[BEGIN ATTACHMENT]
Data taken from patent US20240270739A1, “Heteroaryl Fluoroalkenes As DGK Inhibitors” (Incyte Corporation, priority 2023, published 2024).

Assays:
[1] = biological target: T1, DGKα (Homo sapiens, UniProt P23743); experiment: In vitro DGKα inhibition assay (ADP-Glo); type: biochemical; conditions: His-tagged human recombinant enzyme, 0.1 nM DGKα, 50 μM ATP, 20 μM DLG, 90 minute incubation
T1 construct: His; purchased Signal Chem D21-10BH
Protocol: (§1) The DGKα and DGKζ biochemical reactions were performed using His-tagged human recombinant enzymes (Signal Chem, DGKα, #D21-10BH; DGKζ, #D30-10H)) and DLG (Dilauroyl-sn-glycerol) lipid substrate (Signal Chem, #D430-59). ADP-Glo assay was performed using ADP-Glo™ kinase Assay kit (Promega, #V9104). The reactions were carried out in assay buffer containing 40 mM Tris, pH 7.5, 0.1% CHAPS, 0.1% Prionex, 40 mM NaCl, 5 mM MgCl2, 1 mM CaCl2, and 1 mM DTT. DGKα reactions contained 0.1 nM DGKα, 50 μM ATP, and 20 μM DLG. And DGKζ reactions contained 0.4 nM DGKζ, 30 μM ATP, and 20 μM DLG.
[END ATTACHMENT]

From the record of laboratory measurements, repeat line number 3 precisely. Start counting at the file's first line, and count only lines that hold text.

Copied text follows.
[1] = biological target: T1, DGKα (Homo sapiens, UniProt P23743); experiment: In vitro DGKα inhibition assay (ADP-Glo); type: biochemical; conditions: His-tagged human recombinant enzyme, 0.1 nM DGKα, 50 μM ATP, 20 μM DLG, 90 minute incubation